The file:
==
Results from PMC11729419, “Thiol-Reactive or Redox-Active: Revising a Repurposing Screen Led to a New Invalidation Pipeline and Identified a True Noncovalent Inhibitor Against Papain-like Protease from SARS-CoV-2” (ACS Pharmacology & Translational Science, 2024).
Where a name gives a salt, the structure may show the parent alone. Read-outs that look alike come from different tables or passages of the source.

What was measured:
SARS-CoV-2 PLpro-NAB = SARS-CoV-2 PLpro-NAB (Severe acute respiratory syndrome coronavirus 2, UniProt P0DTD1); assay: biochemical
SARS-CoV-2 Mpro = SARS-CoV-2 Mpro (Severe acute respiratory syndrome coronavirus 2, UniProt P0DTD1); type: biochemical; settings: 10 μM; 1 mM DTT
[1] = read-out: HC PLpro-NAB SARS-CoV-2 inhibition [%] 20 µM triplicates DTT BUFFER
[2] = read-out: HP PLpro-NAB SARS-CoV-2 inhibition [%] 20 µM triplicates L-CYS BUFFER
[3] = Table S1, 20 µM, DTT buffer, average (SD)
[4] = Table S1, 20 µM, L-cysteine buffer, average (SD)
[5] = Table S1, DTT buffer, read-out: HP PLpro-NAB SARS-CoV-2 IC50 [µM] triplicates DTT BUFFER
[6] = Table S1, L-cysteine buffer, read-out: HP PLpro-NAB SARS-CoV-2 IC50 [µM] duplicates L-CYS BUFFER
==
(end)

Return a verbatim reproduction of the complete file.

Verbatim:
Results from PMC11729419, “Thiol-Reactive or Redox-Active: Revising a Repurposing Screen Led to a New Invalidation Pipeline and Identified a True Noncovalent Inhibitor Against Papain-like Protease from SARS-CoV-2” (ACS Pharmacology & Translational Science, 2024).
Where a name gives a salt, the structure may show the parent alone. Read-outs that look alike come from different tables or passages of the source.

What was measured:
SARS-CoV-2 PLpro-NAB = SARS-CoV-2 PLpro-NAB (Severe acute respiratory syndrome coronavirus 2, UniProt P0DTD1); assay: biochemical
SARS-CoV-2 Mpro = SARS-CoV-2 Mpro (Severe acute respiratory syndrome coronavirus 2, UniProt P0DTD1); type: biochemical; settings: 10 μM; 1 mM DTT
[1] = read-out: HC PLpro-NAB SARS-CoV-2 inhibition [%] 20 µM triplicates DTT BUFFER
[2] = read-out: HP PLpro-NAB SARS-CoV-2 inhibition [%] 20 µM triplicates L-CYS BUFFER
[3] = Table S1, 20 µM, DTT buffer, average (SD)
[4] = Table S1, 20 µM, L-cysteine buffer, average (SD)
[5] = Table S1, DTT buffer, read-out: HP PLpro-NAB SARS-CoV-2 IC50 [µM] triplicates DTT BUFFER
[6] = Table S1, L-cysteine buffer, read-out: HP PLpro-NAB SARS-CoV-2 IC50 [µM] duplicates L-CYS BUFFER